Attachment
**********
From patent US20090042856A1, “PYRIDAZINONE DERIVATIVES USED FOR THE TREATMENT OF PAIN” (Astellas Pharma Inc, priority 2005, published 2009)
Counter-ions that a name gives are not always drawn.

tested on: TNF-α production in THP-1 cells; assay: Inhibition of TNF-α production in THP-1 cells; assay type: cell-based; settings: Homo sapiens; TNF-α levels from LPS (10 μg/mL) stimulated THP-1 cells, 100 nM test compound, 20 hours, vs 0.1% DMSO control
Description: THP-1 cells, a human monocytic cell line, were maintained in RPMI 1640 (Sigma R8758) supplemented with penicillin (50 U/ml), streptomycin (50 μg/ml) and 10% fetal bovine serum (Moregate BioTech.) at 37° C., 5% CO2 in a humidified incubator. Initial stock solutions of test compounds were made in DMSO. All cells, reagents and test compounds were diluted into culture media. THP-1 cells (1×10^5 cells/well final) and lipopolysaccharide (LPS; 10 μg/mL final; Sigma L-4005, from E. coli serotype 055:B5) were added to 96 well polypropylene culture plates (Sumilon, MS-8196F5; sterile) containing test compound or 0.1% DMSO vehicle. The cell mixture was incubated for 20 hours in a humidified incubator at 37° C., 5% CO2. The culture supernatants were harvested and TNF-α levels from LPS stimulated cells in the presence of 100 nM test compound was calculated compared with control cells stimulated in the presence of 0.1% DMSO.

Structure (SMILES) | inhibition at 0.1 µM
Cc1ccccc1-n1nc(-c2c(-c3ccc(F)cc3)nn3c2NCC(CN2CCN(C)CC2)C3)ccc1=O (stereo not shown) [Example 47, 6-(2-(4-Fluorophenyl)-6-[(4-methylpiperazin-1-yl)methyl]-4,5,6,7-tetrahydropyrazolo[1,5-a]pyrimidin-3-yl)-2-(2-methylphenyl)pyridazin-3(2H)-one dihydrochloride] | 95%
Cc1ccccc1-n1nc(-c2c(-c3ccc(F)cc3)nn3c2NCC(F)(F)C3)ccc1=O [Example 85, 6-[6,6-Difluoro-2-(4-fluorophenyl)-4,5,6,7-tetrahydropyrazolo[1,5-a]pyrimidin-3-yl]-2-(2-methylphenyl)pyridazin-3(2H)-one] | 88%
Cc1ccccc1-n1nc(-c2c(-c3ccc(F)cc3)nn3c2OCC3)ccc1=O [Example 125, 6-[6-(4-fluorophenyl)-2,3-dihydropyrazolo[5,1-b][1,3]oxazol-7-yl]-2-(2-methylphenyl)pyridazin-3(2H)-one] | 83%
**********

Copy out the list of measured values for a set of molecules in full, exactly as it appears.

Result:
From patent US20090042856A1, “PYRIDAZINONE DERIVATIVES USED FOR THE TREATMENT OF PAIN” (Astellas Pharma Inc, priority 2005, published 2009)
Counter-ions that a name gives are not always drawn.

tested on: TNF-α production in THP-1 cells; assay: Inhibition of TNF-α production in THP-1 cells; assay type: cell-based; settings: Homo sapiens; TNF-α levels from LPS (10 μg/mL) stimulated THP-1 cells, 100 nM test compound, 20 hours, vs 0.1% DMSO control
Description: THP-1 cells, a human monocytic cell line, were maintained in RPMI 1640 (Sigma R8758) supplemented with penicillin (50 U/ml), streptomycin (50 μg/ml) and 10% fetal bovine serum (Moregate BioTech.) at 37° C., 5% CO2 in a humidified incubator. Initial stock solutions of test compounds were made in DMSO. All cells, reagents and test compounds were diluted into culture media. THP-1 cells (1×10^5 cells/well final) and lipopolysaccharide (LPS; 10 μg/mL final; Sigma L-4005, from E. coli serotype 055:B5) were added to 96 well polypropylene culture plates (Sumilon, MS-8196F5; sterile) containing test compound or 0.1% DMSO vehicle. The cell mixture was incubated for 20 hours in a humidified incubator at 37° C., 5% CO2. The culture supernatants were harvested and TNF-α levels from LPS stimulated cells in the presence of 100 nM test compound was calculated compared with control cells stimulated in the presence of 0.1% DMSO.

Structure (SMILES) | inhibition at 0.1 µM
Cc1ccccc1-n1nc(-c2c(-c3ccc(F)cc3)nn3c2NCC(CN2CCN(C)CC2)C3)ccc1=O (stereo not shown) [Example 47, 6-(2-(4-Fluorophenyl)-6-[(4-methylpiperazin-1-yl)methyl]-4,5,6,7-tetrahydropyrazolo[1,5-a]pyrimidin-3-yl)-2-(2-methylphenyl)pyridazin-3(2H)-one dihydrochloride] | 95%
Cc1ccccc1-n1nc(-c2c(-c3ccc(F)cc3)nn3c2NCC(F)(F)C3)ccc1=O [Example 85, 6-[6,6-Difluoro-2-(4-fluorophenyl)-4,5,6,7-tetrahydropyrazolo[1,5-a]pyrimidin-3-yl]-2-(2-methylphenyl)pyridazin-3(2H)-one] | 88%
Cc1ccccc1-n1nc(-c2c(-c3ccc(F)cc3)nn3c2OCC3)ccc1=O [Example 125, 6-[6-(4-fluorophenyl)-2,3-dihydropyrazolo[5,1-b][1,3]oxazol-7-yl]-2-(2-methylphenyl)pyridazin-3(2H)-one] | 83%